The Other Daughter comes out a month from today!
Yesterday, as part of an interview, I was asked to provide a quotation with a physical description of my heroine. Simple enough, you say. But it wasn’t. Because Rachel Woodley, my heroine, goes through a number of metamorphoses over the course of the book.
Here’s Rachel in the first chapter, on her way home from France:
The train lurched and swayed; it was deathly cold in the car, the windows so fogged with her breath that she couldn’t see out. Outside, she knew, the trees were starting to sprout their first green buds, but she could see none of that, only the ghostly reflection of her own face, her unfashionable hat drawn low around her ears to keep out the chill, her cheekbones too high, her mouth too wide, her hair dark against her pale face.
There was nothing remarkable in that face, just another nursery governess, another woman in a shabby skirt, clutching a carpetbag on her lap. Nothing remarkable except to her mother, who loved her.
This is how she appears to Simon Montfort, the enigmatic gossip columnist:
“It’s quite an amusing idea, really. If I were to pass a nobody off into society . . . it would be the stunt of all stunts. The elusive and sought-after Miss Merton— Miss Vera Merton. You have the cheekbones to be a Vera.”
Absurd to feel flattered by that, but she did, just a little. Rachel could picture Vera Merton, with her long red nails, her bobbed hair, her general air of devil-may-care. Vera Merton wouldn’t stay on the wrong side of the green baize door; she would breeze merrily past the butler, greeting everyone with a breathy “Darling!”
Vera Merton would quaff cocktails with Rachel’s cousins; she would know them all by name, whisper intimately in their ears.
What would it be like to be that woman? Not earnest, hardworking Rachel Woodley— the Rachel Woodley who didn’t really exist— but someone entirely different. Someone sophisticated. Someone hard-edged.
Someone who could approach her father on his own terms.
Mr. Montfort waved a dismissive hand. “The clothes and the hair are all wrong, of course—”
“What’s wrong with my hair?” Rachel had always been rather vain about her hair, thick, dark, and so long she could nearly sit on it.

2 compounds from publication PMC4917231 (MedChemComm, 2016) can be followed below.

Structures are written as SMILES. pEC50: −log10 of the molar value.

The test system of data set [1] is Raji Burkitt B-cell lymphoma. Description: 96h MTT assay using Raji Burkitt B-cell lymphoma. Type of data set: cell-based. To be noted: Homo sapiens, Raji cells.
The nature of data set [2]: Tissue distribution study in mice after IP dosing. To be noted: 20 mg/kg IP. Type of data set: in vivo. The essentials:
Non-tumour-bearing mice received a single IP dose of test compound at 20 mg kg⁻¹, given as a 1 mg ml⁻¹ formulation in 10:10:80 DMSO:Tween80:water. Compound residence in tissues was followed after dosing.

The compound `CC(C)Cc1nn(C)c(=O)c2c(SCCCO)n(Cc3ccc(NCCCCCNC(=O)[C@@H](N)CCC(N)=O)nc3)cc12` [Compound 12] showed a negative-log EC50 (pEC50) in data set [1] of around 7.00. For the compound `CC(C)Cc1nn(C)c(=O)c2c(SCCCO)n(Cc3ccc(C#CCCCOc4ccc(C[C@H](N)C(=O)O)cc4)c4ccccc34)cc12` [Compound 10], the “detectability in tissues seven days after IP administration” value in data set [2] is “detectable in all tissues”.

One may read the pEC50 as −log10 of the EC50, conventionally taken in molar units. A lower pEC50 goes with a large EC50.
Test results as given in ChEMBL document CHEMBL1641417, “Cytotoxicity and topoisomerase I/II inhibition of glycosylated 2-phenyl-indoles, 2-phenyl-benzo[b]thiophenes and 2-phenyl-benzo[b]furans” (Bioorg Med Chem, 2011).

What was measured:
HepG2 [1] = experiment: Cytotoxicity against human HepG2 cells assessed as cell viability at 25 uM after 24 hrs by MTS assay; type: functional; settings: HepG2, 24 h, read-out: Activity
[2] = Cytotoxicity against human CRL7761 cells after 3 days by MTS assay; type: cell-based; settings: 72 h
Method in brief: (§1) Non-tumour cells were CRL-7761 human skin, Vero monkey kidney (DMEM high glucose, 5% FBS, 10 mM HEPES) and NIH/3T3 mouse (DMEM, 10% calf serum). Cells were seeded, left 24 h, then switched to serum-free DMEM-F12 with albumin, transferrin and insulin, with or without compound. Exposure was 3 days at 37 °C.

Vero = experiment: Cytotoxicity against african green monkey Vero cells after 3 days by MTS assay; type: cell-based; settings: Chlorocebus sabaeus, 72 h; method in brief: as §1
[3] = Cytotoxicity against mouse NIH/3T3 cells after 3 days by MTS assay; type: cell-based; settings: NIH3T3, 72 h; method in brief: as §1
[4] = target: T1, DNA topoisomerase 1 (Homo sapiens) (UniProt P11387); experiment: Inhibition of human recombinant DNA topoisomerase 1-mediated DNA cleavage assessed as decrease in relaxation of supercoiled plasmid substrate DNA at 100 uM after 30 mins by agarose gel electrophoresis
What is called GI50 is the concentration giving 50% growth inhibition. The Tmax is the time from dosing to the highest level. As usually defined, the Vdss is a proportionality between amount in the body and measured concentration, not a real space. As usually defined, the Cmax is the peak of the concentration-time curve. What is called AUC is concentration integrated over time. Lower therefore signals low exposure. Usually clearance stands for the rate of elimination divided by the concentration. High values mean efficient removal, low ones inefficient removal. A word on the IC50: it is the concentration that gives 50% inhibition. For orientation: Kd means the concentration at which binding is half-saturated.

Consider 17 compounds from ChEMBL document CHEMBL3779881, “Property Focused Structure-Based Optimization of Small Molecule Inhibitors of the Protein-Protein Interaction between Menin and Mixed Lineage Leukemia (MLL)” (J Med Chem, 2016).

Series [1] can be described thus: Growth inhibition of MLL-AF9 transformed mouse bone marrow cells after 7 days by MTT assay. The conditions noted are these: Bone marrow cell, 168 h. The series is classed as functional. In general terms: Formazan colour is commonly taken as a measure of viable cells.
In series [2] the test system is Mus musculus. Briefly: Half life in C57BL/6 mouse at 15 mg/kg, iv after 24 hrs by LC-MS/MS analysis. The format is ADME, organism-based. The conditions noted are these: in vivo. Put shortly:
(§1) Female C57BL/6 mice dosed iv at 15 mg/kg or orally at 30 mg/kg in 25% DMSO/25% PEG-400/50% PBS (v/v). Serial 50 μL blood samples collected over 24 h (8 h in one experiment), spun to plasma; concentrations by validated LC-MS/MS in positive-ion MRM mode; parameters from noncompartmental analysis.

“Nursery governess hair,” said Mr. Montfort succinctly.
After that, what’s a heroine to do but get a haircut?
The hairdresser was swift. Hanks of hair fell around her. Rapunzel hair, long ropes of it. The hairdresser lifted the cloth from her shoulders, using a soft-bristled brush to sweep the last strands of hair from her back.
Rachel’s head felt strange, the back of her neck naked. She couldn’t help glancing at the hair on the floor, years and years of it, gone in an instant.
“Cheer up,” came Mr. Montfort’s voice from behind her. “You’ve hardly sold away your soul.”
“No, just my hair.” The hairdresser swirled the chair around, holding up a mirror so that Rachel could see.
Mr. Montfort was right; the short cut did highlight her cheekbones. You have the cheekbones to be a Vera.
Rachel didn’t know who the woman in the mirror was, but she rather liked her.
She looked up at Mr. Montfort, who stood, frowning down at her.
“Well? What do you think?” Rachel demanded cheekily.
“You’ll do,” he said curtly.
But it takes a new frock before Rachel’s ready to be launched in the glittery, shadow society of the nightclubs:
In the end, she’d succumbed to sheer lust and chosen a dress of flame-colored chiffon, glittering with a subtle pattern of beads on the bodice, the skirt falling in uneven layers around her legs.
Wearing it, she felt like a Vera, like a woman of the world, the sort of woman who went out at ten at night, who drank and danced, without another care in the world.
And from the look in Simon’s eyes, he clearly agreed.
Which quote would you have chosen? And which Rachel do you most relate to– pre or post transformation?
The Other Daughter— with Rachel in all her guises– appears in stores on July 21!